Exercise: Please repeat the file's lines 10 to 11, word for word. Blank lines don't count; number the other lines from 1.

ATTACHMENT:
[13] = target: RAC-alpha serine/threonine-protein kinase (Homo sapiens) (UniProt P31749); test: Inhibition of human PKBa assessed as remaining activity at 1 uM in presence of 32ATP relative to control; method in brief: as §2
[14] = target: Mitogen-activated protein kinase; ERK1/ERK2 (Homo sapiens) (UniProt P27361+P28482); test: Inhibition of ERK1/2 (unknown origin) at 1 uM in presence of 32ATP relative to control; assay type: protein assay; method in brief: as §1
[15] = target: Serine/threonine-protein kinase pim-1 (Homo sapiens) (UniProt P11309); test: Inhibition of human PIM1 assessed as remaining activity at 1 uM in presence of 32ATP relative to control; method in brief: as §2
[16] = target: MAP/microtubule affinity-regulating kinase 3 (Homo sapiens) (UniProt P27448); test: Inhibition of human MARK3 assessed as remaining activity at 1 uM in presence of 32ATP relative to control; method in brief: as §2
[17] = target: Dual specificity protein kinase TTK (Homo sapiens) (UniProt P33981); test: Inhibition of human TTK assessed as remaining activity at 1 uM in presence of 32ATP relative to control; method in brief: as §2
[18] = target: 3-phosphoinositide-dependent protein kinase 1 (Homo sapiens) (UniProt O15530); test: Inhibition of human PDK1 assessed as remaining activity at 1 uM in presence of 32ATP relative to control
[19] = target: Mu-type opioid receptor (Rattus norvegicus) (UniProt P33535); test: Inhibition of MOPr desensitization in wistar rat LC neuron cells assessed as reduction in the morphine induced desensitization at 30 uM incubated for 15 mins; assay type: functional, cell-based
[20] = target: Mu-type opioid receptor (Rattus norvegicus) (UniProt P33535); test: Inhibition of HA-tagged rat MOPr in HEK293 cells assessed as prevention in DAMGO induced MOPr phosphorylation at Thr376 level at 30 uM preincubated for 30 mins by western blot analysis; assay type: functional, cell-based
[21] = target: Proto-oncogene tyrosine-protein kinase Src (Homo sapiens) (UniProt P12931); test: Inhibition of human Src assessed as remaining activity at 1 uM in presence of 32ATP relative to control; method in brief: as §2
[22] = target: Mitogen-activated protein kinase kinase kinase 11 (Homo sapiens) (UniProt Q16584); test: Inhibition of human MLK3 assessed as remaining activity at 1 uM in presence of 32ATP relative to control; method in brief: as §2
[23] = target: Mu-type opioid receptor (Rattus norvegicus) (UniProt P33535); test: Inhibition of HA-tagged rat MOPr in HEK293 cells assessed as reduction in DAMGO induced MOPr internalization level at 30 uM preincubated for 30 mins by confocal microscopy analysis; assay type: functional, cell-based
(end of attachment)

[22] = target: Mitogen-activated protein kinase kinase kinase 11 (Homo sapiens) (UniProt Q16584); test: Inhibition of human MLK3 assessed as remaining activity at 1 uM in presence of 32ATP relative to control; method in brief: as §2
[23] = target: Mu-type opioid receptor (Rattus norvegicus) (UniProt P33535); test: Inhibition of HA-tagged rat MOPr in HEK293 cells assessed as reduction in DAMGO induced MOPr internalization level at 30 uM preincubated for 30 mins by confocal microscopy analysis; assay type: functional, cell-based